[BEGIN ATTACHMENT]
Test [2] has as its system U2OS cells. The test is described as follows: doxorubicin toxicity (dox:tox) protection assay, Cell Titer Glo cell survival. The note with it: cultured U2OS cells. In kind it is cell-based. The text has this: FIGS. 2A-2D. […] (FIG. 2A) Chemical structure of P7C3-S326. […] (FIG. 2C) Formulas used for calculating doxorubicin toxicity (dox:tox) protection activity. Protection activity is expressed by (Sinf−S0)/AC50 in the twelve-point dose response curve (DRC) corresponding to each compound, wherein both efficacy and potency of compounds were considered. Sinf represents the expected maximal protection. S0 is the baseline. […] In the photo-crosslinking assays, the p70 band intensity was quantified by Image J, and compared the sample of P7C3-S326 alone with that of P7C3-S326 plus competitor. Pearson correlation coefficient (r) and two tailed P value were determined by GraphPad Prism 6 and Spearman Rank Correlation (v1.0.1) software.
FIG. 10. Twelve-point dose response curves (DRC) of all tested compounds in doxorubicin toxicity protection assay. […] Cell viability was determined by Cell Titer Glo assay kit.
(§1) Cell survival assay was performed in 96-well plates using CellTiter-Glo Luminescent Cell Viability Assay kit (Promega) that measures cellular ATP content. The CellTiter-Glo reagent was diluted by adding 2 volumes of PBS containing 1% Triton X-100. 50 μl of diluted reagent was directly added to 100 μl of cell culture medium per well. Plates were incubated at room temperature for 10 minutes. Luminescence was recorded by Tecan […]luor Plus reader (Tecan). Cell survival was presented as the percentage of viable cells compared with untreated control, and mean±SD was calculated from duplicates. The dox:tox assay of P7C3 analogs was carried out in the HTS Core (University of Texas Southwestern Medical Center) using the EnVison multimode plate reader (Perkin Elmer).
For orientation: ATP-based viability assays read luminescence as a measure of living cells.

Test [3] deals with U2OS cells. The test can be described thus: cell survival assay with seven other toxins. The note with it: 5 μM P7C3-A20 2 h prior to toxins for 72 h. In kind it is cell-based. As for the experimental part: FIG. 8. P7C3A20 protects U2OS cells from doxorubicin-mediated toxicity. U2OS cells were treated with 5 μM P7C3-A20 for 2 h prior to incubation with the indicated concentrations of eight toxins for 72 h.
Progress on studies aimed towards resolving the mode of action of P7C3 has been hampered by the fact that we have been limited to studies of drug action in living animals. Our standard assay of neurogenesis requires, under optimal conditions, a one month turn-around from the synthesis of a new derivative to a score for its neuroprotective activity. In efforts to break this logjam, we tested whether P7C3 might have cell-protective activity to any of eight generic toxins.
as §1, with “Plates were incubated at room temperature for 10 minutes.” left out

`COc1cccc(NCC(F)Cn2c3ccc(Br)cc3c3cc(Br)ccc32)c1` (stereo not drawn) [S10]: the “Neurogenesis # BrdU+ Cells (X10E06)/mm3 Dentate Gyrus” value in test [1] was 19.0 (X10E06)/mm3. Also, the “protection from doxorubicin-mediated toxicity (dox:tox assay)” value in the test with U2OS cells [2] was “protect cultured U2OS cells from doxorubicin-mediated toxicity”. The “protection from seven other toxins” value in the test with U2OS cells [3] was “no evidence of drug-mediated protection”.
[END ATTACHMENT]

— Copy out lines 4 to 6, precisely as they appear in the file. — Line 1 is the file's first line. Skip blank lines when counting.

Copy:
For orientation: ATP-based viability assays read luminescence as a measure of living cells.

Test [3] deals with U2OS cells. The test can be described thus: cell survival assay with seven other toxins. The note with it: 5 μM P7C3-A20 2 h prior to toxins for 72 h. In kind it is cell-based. As for the experimental part: FIG. 8. P7C3A20 protects U2OS cells from doxorubicin-mediated toxicity. U2OS cells were treated with 5 μM P7C3-A20 for 2 h prior to incubation with the indicated concentrations of eight toxins for 72 h.
Progress on studies aimed towards resolving the mode of action of P7C3 has been hampered by the fact that we have been limited to studies of drug action in living animals. Our standard assay of neurogenesis requires, under optimal conditions, a one month turn-around from the synthesis of a new derivative to a score for its neuroprotective activity. In efforts to break this logjam, we tested whether P7C3 might have cell-protective activity to any of eight generic toxins.